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Does it ever make sense to block an entire address range, lets say the IP address range India? We don't serve anybody out of the country, and have been getting disproportionate amounts of traffic on our website from there. Is this an overly heavy-handed approach?

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Do you mean a web site when you say big amounts of traffic? –  Anonymous Feb 21 '10 at 15:07
    
Yes - edited the question to be clearer. Thanks! –  ro. Feb 24 '10 at 3:16
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If you're only serving sites to your own country then it might be simpler to allow only those addresses used by your country, rather than to exclude others. –  John Gardeniers Feb 24 '10 at 3:51
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If you don't serve anybody outside the country anyway, then no, it's not disproportionate. And I'd block Africa, China and Russia as well. But be aware that one can still access your page via a proxy in your country.

http://ip-to-country.webhosting.info/downloads/ip-to-country.csv.zip?XID=4e7c21db6454b8ccae4c25b4ac693cf6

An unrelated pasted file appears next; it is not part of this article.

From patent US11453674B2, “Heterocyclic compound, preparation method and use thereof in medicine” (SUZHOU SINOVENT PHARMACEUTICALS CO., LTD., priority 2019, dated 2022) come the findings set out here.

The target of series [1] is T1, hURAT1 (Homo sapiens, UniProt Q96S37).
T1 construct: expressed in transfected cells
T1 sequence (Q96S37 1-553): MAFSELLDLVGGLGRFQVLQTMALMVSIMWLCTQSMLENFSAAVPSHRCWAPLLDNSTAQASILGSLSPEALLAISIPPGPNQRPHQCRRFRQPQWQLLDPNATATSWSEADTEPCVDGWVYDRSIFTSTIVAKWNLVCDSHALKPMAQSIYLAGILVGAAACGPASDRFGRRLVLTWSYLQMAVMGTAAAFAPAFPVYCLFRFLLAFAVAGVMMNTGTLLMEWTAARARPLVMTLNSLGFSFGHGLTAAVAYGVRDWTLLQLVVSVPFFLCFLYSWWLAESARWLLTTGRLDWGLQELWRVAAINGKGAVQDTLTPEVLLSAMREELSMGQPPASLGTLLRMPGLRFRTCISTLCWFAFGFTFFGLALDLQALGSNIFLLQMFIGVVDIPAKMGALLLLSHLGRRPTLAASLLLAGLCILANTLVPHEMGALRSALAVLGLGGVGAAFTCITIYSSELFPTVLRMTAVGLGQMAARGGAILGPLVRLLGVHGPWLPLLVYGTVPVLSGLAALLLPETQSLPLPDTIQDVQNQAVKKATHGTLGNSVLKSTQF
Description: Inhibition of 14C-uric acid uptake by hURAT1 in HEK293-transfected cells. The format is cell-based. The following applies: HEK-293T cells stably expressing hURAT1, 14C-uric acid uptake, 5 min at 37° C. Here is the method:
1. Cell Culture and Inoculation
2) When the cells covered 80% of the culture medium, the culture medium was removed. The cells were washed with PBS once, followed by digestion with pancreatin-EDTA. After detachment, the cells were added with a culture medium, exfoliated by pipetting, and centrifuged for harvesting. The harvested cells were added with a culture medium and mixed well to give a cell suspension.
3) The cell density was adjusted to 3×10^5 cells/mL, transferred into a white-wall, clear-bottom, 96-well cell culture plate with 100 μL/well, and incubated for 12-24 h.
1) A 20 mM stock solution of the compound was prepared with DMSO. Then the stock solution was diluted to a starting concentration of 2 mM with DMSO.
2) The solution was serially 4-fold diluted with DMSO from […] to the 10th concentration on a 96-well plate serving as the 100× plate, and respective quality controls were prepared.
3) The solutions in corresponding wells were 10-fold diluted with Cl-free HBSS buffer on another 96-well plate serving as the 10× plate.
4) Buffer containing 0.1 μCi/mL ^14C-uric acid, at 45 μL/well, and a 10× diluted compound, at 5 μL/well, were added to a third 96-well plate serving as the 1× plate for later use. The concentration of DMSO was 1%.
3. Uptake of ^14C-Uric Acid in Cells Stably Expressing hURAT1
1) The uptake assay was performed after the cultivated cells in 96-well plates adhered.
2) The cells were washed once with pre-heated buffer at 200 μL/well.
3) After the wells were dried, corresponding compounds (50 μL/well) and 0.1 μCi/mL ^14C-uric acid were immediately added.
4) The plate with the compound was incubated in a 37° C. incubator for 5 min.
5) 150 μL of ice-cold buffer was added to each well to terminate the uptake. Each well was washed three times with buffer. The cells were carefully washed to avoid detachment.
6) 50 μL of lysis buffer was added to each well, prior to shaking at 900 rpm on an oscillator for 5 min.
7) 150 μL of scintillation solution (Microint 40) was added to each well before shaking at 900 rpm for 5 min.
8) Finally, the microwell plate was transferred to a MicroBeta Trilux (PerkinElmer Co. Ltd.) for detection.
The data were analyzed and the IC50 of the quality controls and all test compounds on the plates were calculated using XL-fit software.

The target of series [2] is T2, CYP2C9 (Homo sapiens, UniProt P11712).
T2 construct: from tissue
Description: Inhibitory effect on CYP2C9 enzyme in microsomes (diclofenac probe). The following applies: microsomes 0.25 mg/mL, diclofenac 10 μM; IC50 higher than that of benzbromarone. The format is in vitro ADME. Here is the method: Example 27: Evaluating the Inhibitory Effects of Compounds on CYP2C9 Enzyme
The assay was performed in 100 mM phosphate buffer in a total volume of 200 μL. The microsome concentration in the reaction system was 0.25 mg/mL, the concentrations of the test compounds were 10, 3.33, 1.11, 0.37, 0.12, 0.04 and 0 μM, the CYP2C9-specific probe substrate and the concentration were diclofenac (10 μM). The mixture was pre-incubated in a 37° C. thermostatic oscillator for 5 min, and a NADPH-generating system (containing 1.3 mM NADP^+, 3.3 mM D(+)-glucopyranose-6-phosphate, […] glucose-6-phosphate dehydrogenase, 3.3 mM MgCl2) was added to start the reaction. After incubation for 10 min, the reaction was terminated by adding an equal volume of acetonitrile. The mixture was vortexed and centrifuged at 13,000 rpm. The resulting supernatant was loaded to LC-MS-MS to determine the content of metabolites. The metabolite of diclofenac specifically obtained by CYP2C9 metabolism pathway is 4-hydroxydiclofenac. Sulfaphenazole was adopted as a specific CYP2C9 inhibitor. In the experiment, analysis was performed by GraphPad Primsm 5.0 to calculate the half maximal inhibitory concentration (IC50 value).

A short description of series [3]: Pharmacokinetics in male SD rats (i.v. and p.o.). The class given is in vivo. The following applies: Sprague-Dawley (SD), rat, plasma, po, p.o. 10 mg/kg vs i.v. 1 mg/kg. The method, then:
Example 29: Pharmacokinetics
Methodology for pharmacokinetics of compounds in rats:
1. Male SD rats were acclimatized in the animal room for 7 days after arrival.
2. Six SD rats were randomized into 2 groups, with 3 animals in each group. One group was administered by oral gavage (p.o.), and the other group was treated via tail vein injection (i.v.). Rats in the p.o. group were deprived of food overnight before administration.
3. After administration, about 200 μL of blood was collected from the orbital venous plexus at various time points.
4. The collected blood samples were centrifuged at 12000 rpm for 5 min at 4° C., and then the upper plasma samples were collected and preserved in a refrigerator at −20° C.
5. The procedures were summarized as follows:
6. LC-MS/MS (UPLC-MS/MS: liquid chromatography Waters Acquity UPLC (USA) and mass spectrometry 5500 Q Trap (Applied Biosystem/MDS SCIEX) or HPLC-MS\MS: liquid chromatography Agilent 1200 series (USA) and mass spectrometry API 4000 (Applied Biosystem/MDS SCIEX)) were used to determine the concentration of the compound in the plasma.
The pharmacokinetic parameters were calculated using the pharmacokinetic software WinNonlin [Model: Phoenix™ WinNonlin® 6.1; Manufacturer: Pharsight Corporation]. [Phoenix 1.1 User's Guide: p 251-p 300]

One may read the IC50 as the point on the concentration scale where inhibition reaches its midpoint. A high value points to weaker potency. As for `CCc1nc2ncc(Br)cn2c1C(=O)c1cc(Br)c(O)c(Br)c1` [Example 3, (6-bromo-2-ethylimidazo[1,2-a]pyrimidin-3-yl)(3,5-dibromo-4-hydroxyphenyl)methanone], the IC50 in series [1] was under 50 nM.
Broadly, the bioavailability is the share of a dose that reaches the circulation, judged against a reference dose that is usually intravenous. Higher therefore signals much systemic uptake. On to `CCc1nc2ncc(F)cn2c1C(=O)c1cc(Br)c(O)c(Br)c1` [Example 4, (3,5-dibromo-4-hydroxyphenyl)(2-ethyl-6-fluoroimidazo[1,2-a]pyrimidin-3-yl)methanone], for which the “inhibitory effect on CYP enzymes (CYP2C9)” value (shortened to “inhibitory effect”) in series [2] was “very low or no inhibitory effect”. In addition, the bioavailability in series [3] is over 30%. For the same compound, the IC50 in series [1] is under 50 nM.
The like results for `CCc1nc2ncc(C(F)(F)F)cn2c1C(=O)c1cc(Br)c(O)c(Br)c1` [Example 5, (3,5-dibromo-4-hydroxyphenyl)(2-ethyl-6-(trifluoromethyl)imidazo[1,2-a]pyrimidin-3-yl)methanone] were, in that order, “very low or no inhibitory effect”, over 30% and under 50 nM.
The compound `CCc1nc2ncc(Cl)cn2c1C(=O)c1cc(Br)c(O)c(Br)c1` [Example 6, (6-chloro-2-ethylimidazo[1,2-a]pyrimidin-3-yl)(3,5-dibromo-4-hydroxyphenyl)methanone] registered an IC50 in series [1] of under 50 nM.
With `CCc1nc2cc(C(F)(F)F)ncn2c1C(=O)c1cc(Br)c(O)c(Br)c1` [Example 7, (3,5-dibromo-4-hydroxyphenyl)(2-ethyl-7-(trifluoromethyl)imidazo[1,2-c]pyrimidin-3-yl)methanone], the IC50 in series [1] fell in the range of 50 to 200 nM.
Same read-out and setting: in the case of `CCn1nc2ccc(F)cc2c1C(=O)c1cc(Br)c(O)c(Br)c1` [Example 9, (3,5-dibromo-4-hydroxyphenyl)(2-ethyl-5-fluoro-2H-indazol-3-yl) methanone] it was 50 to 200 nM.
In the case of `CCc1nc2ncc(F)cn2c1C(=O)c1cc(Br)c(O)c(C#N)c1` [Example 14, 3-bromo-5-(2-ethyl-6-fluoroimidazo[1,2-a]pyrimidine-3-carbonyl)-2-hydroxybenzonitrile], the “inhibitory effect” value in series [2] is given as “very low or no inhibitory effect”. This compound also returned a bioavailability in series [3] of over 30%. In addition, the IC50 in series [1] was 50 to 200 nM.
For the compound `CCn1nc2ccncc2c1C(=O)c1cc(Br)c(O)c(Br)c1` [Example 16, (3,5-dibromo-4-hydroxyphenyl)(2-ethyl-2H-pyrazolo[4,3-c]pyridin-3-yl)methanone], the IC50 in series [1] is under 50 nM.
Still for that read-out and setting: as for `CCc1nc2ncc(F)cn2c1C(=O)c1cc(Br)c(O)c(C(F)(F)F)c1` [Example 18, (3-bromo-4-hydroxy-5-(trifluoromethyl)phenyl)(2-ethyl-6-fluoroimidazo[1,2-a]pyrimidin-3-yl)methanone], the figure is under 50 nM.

Just remember that IP blocks can shift, so be sure to update your firewall-rule periodically.

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Do you happen to know how the IP blocks can shift? Does this happen unpredictably, or are IP's periodically reallocated? –  ro. Feb 24 '10 at 3:16
    
I am not sure about that, but I assume IANA can reassign IPs after a contract expires. Since a contract can expire anytime, it would seem to be unpredictable (but it's safe to assume that major shifts don't happen very often). Also, every posessor of big IP blocks can do so, for example internet service/backbone providers. Maybe you should write a script, which downloads ip-to-country.csv every week/month and updates your firewall rule. However, make sure that script is bug-free. –  Quandary Feb 27 '10 at 7:14
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